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      Do Seaducks Minimise the Flightless Period?: Inter- and Intra-Specific Comparisons of Remigial Moult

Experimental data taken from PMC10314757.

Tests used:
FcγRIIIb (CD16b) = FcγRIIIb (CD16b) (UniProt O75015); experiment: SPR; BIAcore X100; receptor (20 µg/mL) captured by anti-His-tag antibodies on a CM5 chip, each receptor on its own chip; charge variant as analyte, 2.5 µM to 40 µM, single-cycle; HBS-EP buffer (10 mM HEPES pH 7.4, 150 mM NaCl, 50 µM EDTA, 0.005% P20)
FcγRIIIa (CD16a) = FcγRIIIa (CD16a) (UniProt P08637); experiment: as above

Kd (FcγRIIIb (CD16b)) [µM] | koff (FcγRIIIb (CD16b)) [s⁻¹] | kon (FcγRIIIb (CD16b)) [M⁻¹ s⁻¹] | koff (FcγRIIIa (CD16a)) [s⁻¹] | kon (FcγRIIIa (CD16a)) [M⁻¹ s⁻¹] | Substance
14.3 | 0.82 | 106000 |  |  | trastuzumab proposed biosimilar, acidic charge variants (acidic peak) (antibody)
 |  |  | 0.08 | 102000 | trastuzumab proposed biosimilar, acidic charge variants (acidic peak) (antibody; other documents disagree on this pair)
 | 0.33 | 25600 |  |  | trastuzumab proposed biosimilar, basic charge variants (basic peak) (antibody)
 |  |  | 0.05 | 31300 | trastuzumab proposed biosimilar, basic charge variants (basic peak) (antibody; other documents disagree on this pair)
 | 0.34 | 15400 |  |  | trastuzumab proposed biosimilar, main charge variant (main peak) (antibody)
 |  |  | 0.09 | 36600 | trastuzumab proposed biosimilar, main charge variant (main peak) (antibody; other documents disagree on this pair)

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          Remigial moult is one of the crucial events in the annual life cycle of waterfowl as it is energetically costly, lasts several weeks, and is a period of high vulnerability due to flightlessness. In waterfowl, remigial moult can be considered as an energy-predation trade-off, meaning that heavier individuals would minimise the flightless period by increasing feather growth rate and energy expenditure. Alternatively, they could reduce body mass at the end of this period, thereby reducing wing-loading to increase flight capability. We studied timing of remigial moult, primary growth rates, flightlessness duration, and the pattern of body mass variation in 5 species of captive seaducks ( Melanitta fusca, M. perspicillata, Clangula hyemalis, Histrionicus histrionicus, and Somateria mollissima) ranging in size from 0.5 to 2.0 kg. Their feather growth rates weakly increased with body mass (M 0.059) and no correlation was found at the intra-specific level. Consequently, heavier seaduck species and especially heavier individuals had a longer flightless period. Although birds had access to food ad libidum, body mass first increased then decreased, the latter coinciding with maximum feather growth rate. Level of body mass when birds regained flight ability was similar to level observed at the beginning of remigial moult, suggesting they were not using a strategic reduction of body mass to reduce the flightlessness duration. We suggest that the moulting strategy of seaducks may be the result of a compromise between using an intense moult strategy (simultaneous moult) and a low feather growth rate without prejudice to feather quality. Despite the controlled captive status of the studied seaducks, all five species as well as both sexes within each species showed timing of moult reflecting that of wild birds, suggesting there is a genetic component acting to shape moult timing within wild birds.